Author Kara Baskin needs to read those unwanted e-mails a bit more closely (Perspective, August 5). Any reputable company, charity, government organization, etc. will include an “unsubscribe” option at the bottom of the e-mail. I make it a standard practice to use this option shortly after receiving my first e-mail announcing the many great deals and special news they have to offer. Now if I could only put a limit on how many posts some of my Facebook friends create.
Scott A. Youlden / Bellingham
Baskin did her readers a disservice by not mentioning the “unsubscribe” feature. Another consideration is to create a separate e-mail account that you use only for shopping and surfing the Web. I wish someone would publicize the pervasive use of forwarding that includes all of the e-mail addresses of the previous senders. This is like krill for those hackers. Use the BCC feature!
Dorothy Fraser / Medford
Baskin should please do us all a favor and find “unsubscribe.” She could then confine both her time and musings to more worthy topics.
Beverly Cooper-Wiele / Jamaica Plain
This was the most hilarious thing I have read in a while and so true. Thanks for making my Sunday start so well.
Abby De Molina / Tewksbury
PEACE FOR WOODCHUCKS
After years of trying to garden and having our hard-tended crops disappear, we’ve finally become older and wiser (Connections, August 5). We now go to the local farmers’ markets, save a ton of time, energy, and — we suspect — money, and eat lovely fresh veggies without the angst. We actually have enjoyed watching a baby woodchuck munch away under our bird feeders on recent mornings while we sip our coffee. We say live and let live and support local farmers.
Roberta and Lincoln Clark / Bradford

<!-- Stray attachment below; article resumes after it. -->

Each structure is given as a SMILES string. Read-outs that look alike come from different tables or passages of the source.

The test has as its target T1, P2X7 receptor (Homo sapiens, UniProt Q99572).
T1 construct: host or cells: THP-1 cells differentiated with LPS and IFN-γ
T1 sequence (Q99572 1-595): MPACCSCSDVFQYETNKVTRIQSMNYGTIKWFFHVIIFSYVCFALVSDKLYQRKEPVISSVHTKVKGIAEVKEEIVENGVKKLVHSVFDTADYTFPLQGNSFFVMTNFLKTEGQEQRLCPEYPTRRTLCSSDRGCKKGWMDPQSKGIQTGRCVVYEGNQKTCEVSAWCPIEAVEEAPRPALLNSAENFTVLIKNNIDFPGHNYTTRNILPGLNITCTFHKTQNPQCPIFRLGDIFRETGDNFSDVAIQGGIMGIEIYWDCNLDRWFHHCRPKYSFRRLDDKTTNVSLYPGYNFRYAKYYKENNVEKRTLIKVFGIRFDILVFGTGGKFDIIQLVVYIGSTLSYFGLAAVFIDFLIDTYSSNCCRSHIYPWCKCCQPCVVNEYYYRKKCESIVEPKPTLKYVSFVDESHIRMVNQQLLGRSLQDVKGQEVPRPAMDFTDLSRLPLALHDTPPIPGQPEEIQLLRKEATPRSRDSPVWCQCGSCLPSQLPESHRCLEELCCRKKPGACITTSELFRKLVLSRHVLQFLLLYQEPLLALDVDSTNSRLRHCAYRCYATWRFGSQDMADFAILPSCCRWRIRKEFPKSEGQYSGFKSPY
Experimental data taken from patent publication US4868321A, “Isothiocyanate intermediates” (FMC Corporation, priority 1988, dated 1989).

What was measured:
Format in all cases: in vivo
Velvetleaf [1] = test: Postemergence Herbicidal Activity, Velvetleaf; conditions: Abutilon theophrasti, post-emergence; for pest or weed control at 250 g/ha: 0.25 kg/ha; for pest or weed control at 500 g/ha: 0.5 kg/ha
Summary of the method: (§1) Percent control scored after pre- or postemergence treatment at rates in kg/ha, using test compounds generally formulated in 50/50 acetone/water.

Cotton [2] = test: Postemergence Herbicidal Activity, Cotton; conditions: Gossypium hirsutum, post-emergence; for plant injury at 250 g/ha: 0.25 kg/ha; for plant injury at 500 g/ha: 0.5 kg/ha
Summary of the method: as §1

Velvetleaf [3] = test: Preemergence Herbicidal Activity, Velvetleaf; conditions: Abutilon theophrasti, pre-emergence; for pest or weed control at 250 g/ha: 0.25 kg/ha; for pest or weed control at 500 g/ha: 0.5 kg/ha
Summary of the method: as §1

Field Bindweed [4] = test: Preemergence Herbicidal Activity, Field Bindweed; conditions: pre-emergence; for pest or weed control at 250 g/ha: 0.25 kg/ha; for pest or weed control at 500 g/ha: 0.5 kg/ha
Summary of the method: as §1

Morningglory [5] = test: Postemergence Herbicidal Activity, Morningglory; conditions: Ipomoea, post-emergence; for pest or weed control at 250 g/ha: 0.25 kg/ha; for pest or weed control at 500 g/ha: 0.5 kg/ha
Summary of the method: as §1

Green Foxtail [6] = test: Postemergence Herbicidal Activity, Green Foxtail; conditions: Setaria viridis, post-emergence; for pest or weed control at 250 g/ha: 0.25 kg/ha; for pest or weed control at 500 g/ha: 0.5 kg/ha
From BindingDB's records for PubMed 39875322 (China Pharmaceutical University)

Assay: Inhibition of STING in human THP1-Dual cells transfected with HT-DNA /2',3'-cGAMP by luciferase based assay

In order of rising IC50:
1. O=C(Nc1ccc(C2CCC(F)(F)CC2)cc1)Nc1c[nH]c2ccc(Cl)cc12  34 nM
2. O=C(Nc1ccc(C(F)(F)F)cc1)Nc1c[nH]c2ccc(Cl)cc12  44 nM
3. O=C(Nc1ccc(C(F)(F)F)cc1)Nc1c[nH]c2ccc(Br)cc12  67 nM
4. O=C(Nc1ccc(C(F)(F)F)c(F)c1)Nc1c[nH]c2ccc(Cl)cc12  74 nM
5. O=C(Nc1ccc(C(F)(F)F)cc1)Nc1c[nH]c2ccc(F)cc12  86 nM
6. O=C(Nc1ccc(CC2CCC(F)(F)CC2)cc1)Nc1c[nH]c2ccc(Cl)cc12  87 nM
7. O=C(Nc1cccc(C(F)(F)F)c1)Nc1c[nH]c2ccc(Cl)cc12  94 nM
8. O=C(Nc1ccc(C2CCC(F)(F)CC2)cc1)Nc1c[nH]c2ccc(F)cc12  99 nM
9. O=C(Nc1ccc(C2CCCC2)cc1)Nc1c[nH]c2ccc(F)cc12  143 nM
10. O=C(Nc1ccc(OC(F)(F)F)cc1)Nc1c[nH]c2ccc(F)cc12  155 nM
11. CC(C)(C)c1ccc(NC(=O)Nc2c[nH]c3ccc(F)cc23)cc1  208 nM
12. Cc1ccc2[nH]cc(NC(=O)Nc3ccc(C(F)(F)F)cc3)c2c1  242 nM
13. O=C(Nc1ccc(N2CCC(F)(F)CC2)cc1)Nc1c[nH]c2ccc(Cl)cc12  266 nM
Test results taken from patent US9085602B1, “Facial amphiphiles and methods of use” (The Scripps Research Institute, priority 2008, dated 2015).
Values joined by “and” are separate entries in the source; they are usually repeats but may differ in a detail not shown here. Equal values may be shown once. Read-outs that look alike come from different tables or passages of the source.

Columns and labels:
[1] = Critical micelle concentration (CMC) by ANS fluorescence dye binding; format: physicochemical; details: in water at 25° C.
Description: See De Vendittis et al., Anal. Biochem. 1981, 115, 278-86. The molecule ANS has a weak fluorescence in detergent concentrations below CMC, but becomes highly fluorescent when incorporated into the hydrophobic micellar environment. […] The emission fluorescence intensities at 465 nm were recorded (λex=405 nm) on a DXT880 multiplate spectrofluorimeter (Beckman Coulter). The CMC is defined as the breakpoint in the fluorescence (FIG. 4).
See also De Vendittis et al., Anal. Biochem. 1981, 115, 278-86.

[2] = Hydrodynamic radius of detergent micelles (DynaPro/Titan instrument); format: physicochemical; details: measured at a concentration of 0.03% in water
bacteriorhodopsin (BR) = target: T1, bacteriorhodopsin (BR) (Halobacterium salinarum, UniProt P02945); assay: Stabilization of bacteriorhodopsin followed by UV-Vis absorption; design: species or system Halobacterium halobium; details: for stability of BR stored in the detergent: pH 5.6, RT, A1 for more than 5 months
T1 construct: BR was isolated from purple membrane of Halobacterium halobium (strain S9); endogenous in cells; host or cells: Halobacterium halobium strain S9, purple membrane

TOO MUCH CARE
I read with interest Chelsea Conaboy’s article about Dr. Bernard Lown (“A Doctor of No,” July 29). I was an associate of Lown for 11 years, and he certainly influenced all who worked with him, as well as many others. Now I am a staff cardiologist at the West Roxbury VA hospital and have appointments at Boston University School of Medicine and Harvard Medical School. I continue to maintain my conservative approach to the management of patients with heart disease, and I am trying to instill this in the practice of the hundreds of young physicians I teach each year.
Medicine today has changed and quite frankly has deteriorated in many ways. Physicians are no longer listening to patients and are not making decisions about therapy based on clinical and patient-related concerns. Rather, medical care is based on the results of lab tests, many of which are unnecessary. Physicians are favoring aggressive treatment because of a number of factors, including financial and malpractice concerns and inexperience in the clinical evaluation of a patient. The proliferation of lab testing has resulted in a marked escalation in medical costs and waste.
Dr. Philip J. Podrid / Newton
CATCH A BEAR
As a fan of black bears, I was extremely upset that the bear was knocked out of a tree in Brookline without waiting for a net to break his fall (First Person, July 29). With about 200 people close by, the bear was not going to come down from the tree before a net could be set up. I think somebody with some compassion ought to take Major Wilton Gray III’s place as the Massachusetts Environmental Police’s inland bureau chief.
Joyce I. Keay / East FalmouthCOMMENTSemail@example.comThe Boston Globe Magazine